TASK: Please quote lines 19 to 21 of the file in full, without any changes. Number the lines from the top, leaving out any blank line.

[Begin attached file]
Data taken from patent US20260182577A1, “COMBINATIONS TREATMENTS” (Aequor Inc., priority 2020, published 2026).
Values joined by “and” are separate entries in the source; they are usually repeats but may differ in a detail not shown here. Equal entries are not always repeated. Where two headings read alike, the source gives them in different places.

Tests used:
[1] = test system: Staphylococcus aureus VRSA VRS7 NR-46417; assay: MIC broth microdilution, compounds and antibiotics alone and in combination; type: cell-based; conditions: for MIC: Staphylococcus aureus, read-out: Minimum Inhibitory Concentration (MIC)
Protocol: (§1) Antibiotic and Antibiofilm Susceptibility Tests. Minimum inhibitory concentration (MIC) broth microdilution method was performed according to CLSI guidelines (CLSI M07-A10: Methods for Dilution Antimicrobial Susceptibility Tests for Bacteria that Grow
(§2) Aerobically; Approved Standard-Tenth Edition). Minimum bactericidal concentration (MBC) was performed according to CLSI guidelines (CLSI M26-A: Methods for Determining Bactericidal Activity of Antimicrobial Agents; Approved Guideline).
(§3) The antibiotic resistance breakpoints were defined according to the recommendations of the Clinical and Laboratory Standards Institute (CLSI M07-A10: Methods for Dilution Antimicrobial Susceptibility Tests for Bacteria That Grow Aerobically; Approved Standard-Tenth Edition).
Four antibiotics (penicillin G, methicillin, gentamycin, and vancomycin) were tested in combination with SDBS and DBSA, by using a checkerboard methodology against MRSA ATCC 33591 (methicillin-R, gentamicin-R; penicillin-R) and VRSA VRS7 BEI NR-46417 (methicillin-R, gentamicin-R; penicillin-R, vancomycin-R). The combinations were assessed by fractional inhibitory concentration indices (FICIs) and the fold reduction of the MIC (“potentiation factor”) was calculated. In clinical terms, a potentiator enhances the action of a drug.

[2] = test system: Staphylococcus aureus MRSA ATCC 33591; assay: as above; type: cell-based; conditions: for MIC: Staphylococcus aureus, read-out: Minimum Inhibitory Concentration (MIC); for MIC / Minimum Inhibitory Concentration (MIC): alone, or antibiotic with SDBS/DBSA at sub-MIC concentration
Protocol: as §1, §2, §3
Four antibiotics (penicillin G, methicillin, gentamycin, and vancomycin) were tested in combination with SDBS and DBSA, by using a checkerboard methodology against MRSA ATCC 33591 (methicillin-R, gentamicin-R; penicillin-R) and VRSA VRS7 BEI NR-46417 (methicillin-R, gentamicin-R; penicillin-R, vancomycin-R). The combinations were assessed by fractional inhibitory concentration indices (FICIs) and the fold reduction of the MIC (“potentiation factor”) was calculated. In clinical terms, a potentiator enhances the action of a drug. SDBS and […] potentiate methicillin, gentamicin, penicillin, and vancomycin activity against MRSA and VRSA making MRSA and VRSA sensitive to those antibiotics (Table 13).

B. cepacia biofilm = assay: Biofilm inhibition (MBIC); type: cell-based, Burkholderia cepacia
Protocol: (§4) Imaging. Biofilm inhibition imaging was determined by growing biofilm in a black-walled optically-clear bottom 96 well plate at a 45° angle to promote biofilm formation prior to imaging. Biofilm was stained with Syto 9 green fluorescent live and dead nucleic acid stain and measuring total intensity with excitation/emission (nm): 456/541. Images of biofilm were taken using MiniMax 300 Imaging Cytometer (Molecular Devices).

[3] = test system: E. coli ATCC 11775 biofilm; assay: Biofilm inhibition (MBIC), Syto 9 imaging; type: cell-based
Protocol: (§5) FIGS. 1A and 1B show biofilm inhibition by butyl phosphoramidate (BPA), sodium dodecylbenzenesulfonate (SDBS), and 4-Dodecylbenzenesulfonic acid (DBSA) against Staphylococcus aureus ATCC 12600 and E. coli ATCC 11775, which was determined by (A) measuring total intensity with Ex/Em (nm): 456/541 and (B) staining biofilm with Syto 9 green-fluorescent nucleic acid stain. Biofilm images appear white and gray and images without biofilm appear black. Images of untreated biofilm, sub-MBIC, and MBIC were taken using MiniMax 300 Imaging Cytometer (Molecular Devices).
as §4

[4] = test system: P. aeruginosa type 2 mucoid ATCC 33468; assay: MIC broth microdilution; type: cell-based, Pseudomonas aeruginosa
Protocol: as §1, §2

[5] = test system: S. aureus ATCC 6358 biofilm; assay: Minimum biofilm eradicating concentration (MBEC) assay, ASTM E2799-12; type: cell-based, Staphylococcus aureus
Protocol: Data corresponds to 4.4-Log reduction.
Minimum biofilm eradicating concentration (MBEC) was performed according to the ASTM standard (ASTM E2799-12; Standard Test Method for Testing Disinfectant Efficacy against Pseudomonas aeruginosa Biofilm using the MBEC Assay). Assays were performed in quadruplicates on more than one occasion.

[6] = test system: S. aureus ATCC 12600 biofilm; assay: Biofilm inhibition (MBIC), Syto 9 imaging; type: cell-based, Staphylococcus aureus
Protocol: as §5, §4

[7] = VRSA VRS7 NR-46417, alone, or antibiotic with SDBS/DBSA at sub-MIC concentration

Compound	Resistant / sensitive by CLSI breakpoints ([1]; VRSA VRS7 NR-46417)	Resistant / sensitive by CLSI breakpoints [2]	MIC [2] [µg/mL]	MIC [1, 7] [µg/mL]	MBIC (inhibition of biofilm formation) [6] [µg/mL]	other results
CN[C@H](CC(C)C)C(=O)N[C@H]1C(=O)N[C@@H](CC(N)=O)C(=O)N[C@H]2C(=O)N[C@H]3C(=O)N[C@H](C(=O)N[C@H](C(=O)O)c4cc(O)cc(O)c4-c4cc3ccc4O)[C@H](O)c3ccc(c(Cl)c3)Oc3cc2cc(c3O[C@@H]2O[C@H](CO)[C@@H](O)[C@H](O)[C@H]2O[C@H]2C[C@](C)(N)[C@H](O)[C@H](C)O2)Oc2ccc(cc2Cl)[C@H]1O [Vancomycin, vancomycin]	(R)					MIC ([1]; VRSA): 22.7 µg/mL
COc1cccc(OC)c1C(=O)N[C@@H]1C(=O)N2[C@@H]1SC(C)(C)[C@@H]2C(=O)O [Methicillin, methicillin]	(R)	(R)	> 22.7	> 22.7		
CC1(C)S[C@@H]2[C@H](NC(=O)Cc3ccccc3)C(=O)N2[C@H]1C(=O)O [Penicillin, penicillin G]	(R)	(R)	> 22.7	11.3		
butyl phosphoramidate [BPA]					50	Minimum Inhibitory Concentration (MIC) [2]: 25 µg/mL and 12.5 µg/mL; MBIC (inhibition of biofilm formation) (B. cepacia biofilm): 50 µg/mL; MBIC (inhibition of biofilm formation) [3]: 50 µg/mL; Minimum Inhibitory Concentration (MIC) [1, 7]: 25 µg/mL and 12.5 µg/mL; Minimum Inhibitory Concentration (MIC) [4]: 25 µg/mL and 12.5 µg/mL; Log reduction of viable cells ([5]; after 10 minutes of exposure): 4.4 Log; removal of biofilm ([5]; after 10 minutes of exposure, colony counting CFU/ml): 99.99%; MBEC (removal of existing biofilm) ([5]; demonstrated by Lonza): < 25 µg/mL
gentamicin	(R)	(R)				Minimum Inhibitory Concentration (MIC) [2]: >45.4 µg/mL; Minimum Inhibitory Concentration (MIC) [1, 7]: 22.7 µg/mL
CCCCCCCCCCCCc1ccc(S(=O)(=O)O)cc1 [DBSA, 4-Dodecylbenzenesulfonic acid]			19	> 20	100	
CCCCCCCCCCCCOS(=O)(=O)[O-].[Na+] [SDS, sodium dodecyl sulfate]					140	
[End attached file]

[5] = test system: S. aureus ATCC 6358 biofilm; assay: Minimum biofilm eradicating concentration (MBEC) assay, ASTM E2799-12; type: cell-based, Staphylococcus aureus
Protocol: Data corresponds to 4.4-Log reduction.
Minimum biofilm eradicating concentration (MBEC) was performed according to the ASTM standard (ASTM E2799-12; Standard Test Method for Testing Disinfectant Efficacy against Pseudomonas aeruginosa Biofilm using the MBEC Assay). Assays were performed in quadruplicates on more than one occasion.